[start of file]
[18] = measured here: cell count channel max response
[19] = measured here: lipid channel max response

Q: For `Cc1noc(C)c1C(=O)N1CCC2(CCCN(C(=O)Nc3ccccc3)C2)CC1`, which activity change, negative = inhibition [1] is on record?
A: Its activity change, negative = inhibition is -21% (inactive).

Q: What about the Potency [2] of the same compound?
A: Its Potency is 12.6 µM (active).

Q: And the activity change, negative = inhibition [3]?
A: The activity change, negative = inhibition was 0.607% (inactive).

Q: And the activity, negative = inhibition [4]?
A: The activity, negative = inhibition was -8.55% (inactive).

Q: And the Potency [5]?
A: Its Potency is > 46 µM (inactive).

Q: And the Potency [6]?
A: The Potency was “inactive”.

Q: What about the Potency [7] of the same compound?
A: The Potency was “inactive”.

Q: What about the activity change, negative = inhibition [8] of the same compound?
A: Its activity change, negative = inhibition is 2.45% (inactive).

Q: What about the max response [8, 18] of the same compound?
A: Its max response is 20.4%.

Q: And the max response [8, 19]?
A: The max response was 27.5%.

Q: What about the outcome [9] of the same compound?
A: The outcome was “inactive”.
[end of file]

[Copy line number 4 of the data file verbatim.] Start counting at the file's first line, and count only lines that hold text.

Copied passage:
A: Its activity change, negative = inhibition is -21% (inactive).